Today, Dr. Guilherme teaches Civil and Environmental Engineering courses and develops her own research with northern communities, and she is actively involved in the Centre for Indigenous Community Infrastructure at the University of Ottawa – a hub that aims to foster knowledge exchange to provide sustainable solutions for challenges faced by Indigenous communities. “As there is no distribution system in northern communities, there is a need to better understand the impacts of their truck and storage systems on their drinking water quality, so there is a lot of research to get done”, highlights Professor Guilherme. Furthermore, she created a research committee gathering different stakeholders involved in water supply in Nunavik, with the purpose of promoting knowledge exchange between different stakeholders and resources such as communities, Municipal Works departments, public health departments, and Natural Resources departments. This committee also aims to ensure that water and wastewater research meets needs and expectations of the Nunavik population, by ensuring a continuous follow-up of the projects with involved stakeholders.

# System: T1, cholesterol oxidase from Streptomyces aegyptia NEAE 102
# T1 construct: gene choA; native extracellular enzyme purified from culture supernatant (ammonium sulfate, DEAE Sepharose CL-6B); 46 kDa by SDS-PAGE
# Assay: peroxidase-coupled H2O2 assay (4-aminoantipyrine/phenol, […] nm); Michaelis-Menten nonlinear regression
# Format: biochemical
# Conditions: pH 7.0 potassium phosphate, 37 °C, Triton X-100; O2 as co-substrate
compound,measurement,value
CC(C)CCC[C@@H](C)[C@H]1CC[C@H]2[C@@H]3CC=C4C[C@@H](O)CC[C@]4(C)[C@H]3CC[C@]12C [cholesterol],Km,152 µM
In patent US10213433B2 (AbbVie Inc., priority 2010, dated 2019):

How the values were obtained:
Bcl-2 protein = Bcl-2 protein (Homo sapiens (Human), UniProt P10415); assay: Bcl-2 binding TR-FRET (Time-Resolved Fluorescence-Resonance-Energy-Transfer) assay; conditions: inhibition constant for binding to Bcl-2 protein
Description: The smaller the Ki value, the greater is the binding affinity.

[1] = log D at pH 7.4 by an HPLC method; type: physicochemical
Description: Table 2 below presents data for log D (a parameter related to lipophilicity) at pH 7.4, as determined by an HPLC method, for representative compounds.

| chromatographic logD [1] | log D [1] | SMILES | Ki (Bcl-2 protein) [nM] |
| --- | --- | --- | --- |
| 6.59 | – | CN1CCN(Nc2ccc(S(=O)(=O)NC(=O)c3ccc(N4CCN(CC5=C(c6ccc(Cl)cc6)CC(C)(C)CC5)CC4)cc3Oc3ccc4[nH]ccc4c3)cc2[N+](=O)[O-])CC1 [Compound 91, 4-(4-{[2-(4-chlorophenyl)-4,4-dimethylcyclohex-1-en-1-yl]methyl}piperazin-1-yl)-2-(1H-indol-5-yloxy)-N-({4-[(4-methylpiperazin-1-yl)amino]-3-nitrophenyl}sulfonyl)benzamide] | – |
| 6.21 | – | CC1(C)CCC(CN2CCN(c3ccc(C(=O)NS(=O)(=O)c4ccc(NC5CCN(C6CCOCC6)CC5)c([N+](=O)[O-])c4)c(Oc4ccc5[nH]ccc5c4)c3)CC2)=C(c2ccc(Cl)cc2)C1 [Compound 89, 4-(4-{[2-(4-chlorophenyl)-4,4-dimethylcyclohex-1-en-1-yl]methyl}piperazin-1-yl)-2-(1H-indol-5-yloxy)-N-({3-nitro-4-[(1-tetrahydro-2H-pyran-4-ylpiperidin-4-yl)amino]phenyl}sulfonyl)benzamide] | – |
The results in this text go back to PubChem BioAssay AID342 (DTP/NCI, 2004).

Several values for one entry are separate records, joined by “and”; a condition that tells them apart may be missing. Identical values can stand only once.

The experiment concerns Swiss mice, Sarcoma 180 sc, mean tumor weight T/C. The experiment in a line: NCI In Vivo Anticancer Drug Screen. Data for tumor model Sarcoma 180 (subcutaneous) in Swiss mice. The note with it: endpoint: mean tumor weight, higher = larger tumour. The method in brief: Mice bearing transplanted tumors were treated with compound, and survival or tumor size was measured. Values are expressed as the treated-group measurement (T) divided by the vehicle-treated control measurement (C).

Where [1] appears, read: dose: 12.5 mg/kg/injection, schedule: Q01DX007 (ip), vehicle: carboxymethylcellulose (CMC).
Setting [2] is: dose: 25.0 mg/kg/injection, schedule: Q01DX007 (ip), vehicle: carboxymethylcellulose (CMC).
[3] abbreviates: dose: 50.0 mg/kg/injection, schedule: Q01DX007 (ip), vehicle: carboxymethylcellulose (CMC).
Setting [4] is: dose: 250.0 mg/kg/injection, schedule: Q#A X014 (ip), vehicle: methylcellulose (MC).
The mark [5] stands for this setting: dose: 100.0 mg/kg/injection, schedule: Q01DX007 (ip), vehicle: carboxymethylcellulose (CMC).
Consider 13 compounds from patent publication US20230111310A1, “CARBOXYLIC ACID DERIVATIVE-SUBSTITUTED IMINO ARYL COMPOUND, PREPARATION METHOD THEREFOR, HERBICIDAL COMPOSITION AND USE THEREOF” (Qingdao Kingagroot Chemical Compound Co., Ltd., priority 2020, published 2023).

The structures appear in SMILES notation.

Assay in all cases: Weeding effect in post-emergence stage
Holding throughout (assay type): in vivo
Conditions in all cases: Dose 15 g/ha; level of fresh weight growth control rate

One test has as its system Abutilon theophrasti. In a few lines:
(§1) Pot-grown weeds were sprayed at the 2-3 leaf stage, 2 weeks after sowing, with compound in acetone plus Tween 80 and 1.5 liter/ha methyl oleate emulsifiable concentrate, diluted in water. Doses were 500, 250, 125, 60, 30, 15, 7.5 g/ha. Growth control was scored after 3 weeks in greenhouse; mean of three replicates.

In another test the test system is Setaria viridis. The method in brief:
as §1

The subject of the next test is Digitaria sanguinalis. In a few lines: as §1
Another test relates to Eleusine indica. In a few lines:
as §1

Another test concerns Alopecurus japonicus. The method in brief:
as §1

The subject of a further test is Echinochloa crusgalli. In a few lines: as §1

The largest project that Dr. Guilherme is currently working on is a study on appropriate water processes for safe water storage that aligns with community needs and preferences. For example, communities prefer lower levels of chlorine in drinking water; thus, this research aims to find the optimum operation parameters to assure minimum concentration of chlorine in the tanks for safe water quality while considering users’ preference. Therefore, to complete water quality tests, questionnaires to better understand the population perceptions and preferences regarding water consumption are taken into account in order to develop strategies that meet their needs.

No doubt that inclusive and collaborative research is the common factor in Dr. Guilherme’s work, and that is what she aims to bring to CAWQ, “I hope my team and I can contribute with our expertise on ‘how to do inclusive research in Indigenous communities’ and all the aspects on improving drinking water quality in the North”. She would like to continue to collaborate with professionals with different backgrounds on pan-Canadian research on drinking water quality with Indigenous communities. “At the Centre for Indigenous Community Infrastructure, we are continuously developing multidisciplinary projects, and we are always open for new collaborations”. If any researcher or student is interested, do not hesitate to contact Professor Guilherme directly.